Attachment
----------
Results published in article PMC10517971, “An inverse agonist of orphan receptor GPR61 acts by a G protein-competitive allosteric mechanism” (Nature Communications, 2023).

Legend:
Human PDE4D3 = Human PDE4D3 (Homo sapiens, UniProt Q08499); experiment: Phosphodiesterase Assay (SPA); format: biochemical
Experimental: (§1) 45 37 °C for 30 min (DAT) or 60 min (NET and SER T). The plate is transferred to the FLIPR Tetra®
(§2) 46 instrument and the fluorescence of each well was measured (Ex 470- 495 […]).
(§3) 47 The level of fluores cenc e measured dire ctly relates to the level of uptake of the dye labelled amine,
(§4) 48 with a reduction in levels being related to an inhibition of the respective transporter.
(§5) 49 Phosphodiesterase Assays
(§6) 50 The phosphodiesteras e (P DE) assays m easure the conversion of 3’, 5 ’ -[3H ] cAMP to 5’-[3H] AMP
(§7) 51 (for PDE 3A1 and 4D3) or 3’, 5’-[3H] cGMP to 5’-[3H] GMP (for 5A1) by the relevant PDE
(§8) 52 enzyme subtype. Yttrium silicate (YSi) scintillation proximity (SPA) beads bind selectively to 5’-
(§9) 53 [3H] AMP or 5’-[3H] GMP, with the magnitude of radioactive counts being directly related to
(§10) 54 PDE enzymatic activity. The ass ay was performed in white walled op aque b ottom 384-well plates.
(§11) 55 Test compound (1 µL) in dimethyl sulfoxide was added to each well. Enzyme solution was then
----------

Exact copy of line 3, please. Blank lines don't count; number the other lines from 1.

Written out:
Human PDE4D3 = Human PDE4D3 (Homo sapiens, UniProt Q08499); experiment: Phosphodiesterase Assay (SPA); format: biochemical